contempt by reason of the facts so certified. The district judge shall
thereupon hear the evidence as to the act or conduct complained of
and, if it is such as to warrant punishment, punish such person in the
same manner and to the same extent as for a contempt committed
before a district judge.
28 U.S.C. § 636(e); see Ferrara, 2012 WL 1999643, at *1 (E.D.N.Y. Apr. 10, 2012). Thus,
pursuant to the certification process outlined in 28 U.S.C. § 636(e), the magistrate judge
“functions only to certify the facts and not to issue an order of contempt.” Ferrara, 2012 WL
1999643, at *1 (citing Hunter TBA, Inc. v. Triple v. Sales, 250 F.R.D. 116, 118 (E.D.N.Y.2008)).
Further, “[i]n certifying the facts under Section 636(e), the magistrate judge’s role is ‘to
determine whether the moving party can adduce sufficient evidence to establish a prima face
case of contempt.’” Hunter, 250 F.R.D. at 118 (quoting Church v. Steller, 35 F. Supp. 2d 215,
217 (N.D.N.Y. 1999)); see Trustees of Empire State Carpenters Annuity, Apprenticeship, LaborMgmt. Cooperation v. Duncan & Son Carpentry, Inc., No. 14-CV-2894, 2015 WL 3935760, at
*3 (E.D.N.Y. June 26, 2015).
Although the magistrate judge’s role is to certify the facts to the district judge for a
de novo review, there is no requirement that a hearing be held. See Bowens, 546 F. Supp. 2d at
71 (“Under the certification process, the magistrate judge may conduct a hearing.”); Ferrara,
2012 WL 1999643, at *1 (same); Church, 35 F. Supp. 2d at 217; British Int’l Ins. Co. v. Seguros
La Republica, S.A., No. 90 CV 2370, 2001 WL 958975, at *7 (S.D.N.Y. Aug. 22, 2001). In
accordance with the magistrate judge’s role of “determin[ing] whether the moving party can
adduce sufficient evidence to establish a prima facie case of contempt,” Ferrara, 2012 WL
1999643, at *1, the court, after reviewing the evidence, may decline to certify the case to the
district court where the court “determines that the conduct does not rise to the level of
contempt.” Lynch, 2013 WL 80178, at *5; see Bowens, 546 F. Supp. 2d at 72 (declining to
certify facts to the district court where movant failed to establish a prima facie case of contempt).
In the event the court declines to certify facts to the district court for further review, the “district
court may not proceed further on a motion for contempt where the conduct at issue occurred
before a magistrate judge.” Bowens, 546 F. Supp. 2d at 72; see Church, 35 F. Supp. 2d at 217
(citing In re Nova Biomedical Corp. v. i-STAT Corp., 182 F.R.D. 419, 423–24 (S.D.N.Y. 1998));
see also In re Kitterman, 696 F. Supp. 1366, 1370 (D. Nev. 1988) (noting that magistrate’s
decision not to certify to district court “dispos[es] of the matter”).
In addition to its authority to impose sanctions in the context of a finding of civil or
criminal contempt, a district court has wide latitude in its decision-making as to the imposition of
sanctions “whether exercising its inherent power, or acting pursuant to Rule 37.” Gutman v.
Klein, No. 03 CV 1570, 2008 WL 4682208, at *12 (E.D.N.Y. Oct. 15, 2008); West v. Goodyear
Tire & Rubber Co., 167 F.3d 776, 779 (2d Cir. 1999). When contemplating what level of
sanctions is most appropriate, a court should be guided by the entire record that exists. Gutman,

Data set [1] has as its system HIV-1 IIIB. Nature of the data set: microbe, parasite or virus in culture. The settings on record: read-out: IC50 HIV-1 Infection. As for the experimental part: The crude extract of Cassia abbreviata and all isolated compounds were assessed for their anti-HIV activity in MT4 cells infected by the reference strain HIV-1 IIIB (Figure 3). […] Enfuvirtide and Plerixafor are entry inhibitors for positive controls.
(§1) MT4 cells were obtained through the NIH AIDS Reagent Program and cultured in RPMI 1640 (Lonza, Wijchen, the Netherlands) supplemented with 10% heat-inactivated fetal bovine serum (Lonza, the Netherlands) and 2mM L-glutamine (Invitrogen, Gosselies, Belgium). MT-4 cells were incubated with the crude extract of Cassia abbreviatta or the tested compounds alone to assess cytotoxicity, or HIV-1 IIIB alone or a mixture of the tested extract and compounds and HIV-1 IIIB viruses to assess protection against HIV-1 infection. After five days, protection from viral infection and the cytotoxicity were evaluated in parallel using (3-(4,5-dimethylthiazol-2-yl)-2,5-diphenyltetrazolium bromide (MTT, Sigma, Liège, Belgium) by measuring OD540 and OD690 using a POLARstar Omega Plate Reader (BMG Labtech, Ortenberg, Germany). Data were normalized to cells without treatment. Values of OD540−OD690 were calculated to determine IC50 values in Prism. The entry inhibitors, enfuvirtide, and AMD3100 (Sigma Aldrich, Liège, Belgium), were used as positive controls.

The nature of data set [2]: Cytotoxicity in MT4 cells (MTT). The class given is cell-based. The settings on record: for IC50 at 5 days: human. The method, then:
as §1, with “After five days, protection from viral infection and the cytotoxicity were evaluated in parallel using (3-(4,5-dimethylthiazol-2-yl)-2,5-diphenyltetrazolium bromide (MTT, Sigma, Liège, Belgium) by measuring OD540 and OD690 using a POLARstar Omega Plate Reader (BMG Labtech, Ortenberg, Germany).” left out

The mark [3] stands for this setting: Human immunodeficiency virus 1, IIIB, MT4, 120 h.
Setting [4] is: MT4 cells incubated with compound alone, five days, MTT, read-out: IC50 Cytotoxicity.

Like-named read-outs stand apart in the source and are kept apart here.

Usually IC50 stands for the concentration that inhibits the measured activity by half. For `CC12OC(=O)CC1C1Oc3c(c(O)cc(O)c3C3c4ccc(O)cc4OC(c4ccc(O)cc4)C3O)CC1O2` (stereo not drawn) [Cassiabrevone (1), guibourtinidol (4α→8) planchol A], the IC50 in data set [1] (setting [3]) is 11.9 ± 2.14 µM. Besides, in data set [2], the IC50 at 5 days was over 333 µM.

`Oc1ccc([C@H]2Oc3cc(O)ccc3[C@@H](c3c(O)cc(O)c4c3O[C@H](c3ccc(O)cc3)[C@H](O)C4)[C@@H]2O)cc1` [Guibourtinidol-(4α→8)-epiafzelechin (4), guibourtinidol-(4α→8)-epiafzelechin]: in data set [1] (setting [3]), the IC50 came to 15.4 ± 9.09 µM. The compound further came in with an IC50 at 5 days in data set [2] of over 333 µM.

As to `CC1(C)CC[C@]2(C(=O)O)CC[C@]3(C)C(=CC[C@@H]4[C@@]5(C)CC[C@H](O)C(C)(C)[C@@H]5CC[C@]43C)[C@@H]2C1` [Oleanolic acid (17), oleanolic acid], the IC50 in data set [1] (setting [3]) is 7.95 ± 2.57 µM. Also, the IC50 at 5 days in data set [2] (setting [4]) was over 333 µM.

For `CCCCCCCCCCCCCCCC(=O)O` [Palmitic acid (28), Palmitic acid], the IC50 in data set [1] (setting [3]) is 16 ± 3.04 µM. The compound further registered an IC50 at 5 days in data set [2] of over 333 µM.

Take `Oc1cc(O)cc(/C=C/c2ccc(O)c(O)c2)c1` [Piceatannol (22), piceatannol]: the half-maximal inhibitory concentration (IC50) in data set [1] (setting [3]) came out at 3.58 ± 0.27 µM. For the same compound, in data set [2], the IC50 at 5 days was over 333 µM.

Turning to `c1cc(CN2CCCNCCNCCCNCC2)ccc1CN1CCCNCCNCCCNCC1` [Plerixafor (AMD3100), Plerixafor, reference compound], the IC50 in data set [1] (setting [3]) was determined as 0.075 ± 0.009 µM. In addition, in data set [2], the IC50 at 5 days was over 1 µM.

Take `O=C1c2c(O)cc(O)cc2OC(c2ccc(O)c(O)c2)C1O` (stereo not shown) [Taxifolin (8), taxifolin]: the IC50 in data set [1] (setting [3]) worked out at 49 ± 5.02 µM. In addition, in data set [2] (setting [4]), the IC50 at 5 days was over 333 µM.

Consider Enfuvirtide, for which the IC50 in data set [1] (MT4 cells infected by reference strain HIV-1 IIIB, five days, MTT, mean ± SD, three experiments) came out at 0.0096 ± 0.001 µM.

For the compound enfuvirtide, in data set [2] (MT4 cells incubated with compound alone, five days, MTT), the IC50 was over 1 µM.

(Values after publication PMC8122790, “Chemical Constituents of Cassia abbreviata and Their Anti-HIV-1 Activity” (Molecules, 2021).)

2008 WL 4682208, at *11. When reviewing the record, a court should weigh the following
factors: (a) willfulness or bad faith on the part of the noncompliant party; (b) the history, if any,
of non-compliance; (c) the effectiveness of lesser sanctions; (d) whether the noncompliant party
had been warned about the possibility of sanctions; (e) the client’s complicity; and (f) prejudice
to the moving party. See Am. Cash Card Corp., v. AT&T Corp., 184 F.R.D. 521, 524 (S.D.N.Y.
1999). Upon assessing these factors, a court is vested with the authority to impose sanctions
even where no contempt is found to have occurred.
2. Application to the Facts
After reviewing the parties’ submissions, the Court finds that a contempt hearing would
be premature in light of the facts as presented at this time. However, since factual questions
exist as to the nature and extent of any violation of the Court’s March 13, 2015 Order, the Court
finds that a hearing to determine if sanctions should be levied is warranted. Pursuant to the
Court’s authority to hear oral testimony on any evidentiary matter “[w]hen a motion relies on
facts outside the record,” the Court is setting this matter down for a hearing on May 9, 2016 at
2 p.m. See Fed. R. Civ. P. 43(c); see Davis v. Costa-Gavras, 650 F. Supp. 153, 156 (S.D.N.Y.
1986) (recognizing that the purpose of Rule 43(c) is to “focus on and flush out what, if any,
essential evidence the plaintiff can adduce” warranting the relief sought). The purpose of the
hearing will be to determine whether there was a violation of this Court’s March 13, 2015 Order,
and, if so, whether sanctions should be imposed against the Defendants. Plaintiff’s counsel is
directed to present her client as well as union representative “Ernie” to testify at the hearing. If a
subpoena is necessary to secure the union representative’s attendance and testimony, plaintiff’s
counsel will need to take appropriate action. Defendants’ counsel is required to produce Monica
Rauls to testify at the hearing. Counsel are reminded that the burden of proof at the hearing rests
with the Plaintiff as the party seeking relief. As such, Plaintiff’s witnesses will proceed first.
Based upon the foregoing discussion, Plaintiff’s motion seeking a hearing is GRANTED,
in part, to the extent set forth in this Order.
Dated: Central Islip, New York
March 31, 2016
/s/ A. Kathleen Tomlinson
A. KATHLEEN TOMLINSON
U.S. Magistrate Judge